I have a garden and stuff is growing in it. Some of it is blooming, too. The peonies I planted three years ago bloomed this year — it’s my fault that I did not protect the buds from freezing in past years, but live and learn.

The late hard frost meant very few lilacs this spring. The frost was hard on the iris, too, but some made it into bloom before and some after; those caught in bud in between suffered the most.

The yellow rose that has been in my yard since godnose how long — maybe as long as the house has been here — has been poorly since I moved in. It’s a nasty rose, covered with grasping thorns, and somehow I was just never quite sure what to do with it. Each year it pumped out some blossoms then faded into a white-fly ridden mess of faded leaves.

But this year I decided, “OK, rose, you bloom every June no matter what. I’m cleaning the ground around you, I’m going to fertilize you and do something about your parasites. I hope you end up happy about it.” She’s very happy.


The downside of the rose (beyond the thorns) is that it spreads like a son-of-a-bitch, as does everything else — aspen, lilac and elm. It’s a war out there, I tell you, a war. This is the season of pulling minuscule elm-trees out of the places they don’t belong. You have to give it to elm tree, though. They bloom first and with an inspiring ferocity. “Nobody likes us. We gotta’ get out there and on that ground before anyone else and before the humans notice.” I know they think this.

baby elm trees

I’m not a great gardener. I’m just a person who putzes around the yard. I like best the gardens that grow on their own hook out there in “nature” (it still seems weird to me that “nature” is a place apart from my house and yard, but there it is). I am attempting such a garden in my yard. I bought wildflower seeds and followed the directions for sowing them. I do not think that the people who wrote those directions expected the results I have gotten. At the back, near the fence, I planted a Colorado Columbine. This thing is a dense mass of sprouts which I have thinned and thinned. Still…


Even Bear, seeing this as a cool place to lie down after a walk, had no effect on its determination to grow like crazy. I’m very eager to see what the flowers will be — I recognize some of the plants — sweet alyssum, flax, cornflower and California poppy — but what else is there???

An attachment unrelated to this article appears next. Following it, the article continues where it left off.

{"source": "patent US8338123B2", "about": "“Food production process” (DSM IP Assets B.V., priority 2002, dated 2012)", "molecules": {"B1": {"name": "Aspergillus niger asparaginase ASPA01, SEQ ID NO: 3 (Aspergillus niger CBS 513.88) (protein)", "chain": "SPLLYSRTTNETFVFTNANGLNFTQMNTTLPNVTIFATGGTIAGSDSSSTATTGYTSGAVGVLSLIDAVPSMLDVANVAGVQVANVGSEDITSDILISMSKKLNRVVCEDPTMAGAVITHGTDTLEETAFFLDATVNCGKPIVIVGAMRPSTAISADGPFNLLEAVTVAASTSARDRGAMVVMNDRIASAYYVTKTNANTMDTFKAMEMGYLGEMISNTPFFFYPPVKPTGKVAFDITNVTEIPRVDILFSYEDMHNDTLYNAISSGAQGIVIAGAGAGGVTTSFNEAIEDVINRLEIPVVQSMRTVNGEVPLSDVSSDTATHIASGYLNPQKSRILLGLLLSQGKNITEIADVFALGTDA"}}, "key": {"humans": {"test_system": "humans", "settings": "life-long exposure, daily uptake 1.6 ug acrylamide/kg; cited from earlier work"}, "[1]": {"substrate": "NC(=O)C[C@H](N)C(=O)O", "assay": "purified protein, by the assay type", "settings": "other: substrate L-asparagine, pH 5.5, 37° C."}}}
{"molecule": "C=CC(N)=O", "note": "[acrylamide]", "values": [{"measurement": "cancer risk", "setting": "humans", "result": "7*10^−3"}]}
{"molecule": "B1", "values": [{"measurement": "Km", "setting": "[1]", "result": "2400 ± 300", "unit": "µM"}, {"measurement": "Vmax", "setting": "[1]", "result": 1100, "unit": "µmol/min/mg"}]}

Another seed I planted is Love in the Mist. A few years ago one or two came up after I scattered wildflower seeds in a small garden. I had never seen such a lovely thing before. I bought seeds — 1/4 pound — and shared with everyone around, so maybe it will be a big winner in my literal corner of the world.

Love in the Mist

Last but not least — though no blossoms, yet — is my little veggie garden. Tomatoes, basil, chard and zucchini.


After all…

Garden sign:mine

12 thoughts on “Blossoms…

  1. What a wonderful garden you have. I can imagine your plants have to make up for lost time growing so high up and now you have solved the mystery for me of my disappearing iris flowers. I usuall have at least 10-20 and this year I only got one. We had a late frost and that probably killed most of them in the bud.

    • Thank you! They do have to make up for lost time and the altitude affects what can grow and it’s very dry, but they all grow with a passion. There are some beautiful gardens in my town — my next door neighbor’s is really like a magazine. I’ll take a photo in the middle of the summer and write about it.

  2. Lovely!

    Here, if you go in May to the tops of some of our nearby mountains, (7-8000 ft.) you’ll find meadows covered in wild irises. The wild roses usually prefer elevations of 4-6000 ft. After a good year, the hillsides are covered in poppies and lupin.

    OTOH, our roses at home shrivel away at 100+ heat for weeks at a time.

    • I know — I remember hiking up to the Lagunas to see the wild iris in bloom. Actually, I had favorite spots in the chaparral park in San Diego (Mission Trails) where I knew I would find shooting stars and Johnny jump-ups and I made it my mission to go see them. I loved the California poppies in bloom and owl clover and so many other amazing wild flowers that you don’t see unless you go out to what a lot of people think is “nothing.”

      I miss some things about Southern California (I moved back to Colorado three years ago) but I don’t miss the heat. The last year I lived there and was packing stuff, I was getting up at 4 am so I could get a few hours work in before the heat hit at 9. I remember waiting for it to cool off to 90 before I went outside and rode my stationary bike and I started my hikes at 6. Now I’m struggling with adjusting to 4 rather than 2 seasons.

      Say hi to the black sage and all the other things for me. I miss their fragrance.

  3. Peonies and lilacs don’t grow in my area–it doesn’t get cold enough. Yours are beautiful. I have one big slate in my back garden that says simply, “Grow Dammit.”

  4. I think YOUR rose is related to OUR roses which, as I have mentioned, are the equivalent of live, growing, barbed wire. pretty roses — pink and red (they should be blooming!) — but vicious!

    • That’s very possible — I planted some barrier roses in CA, Rugosa roses. Their thorns were so nasty — worse than this thing, but who knows? Maybe when she’s healthy her thorns will get worse. :p

Comments are closed.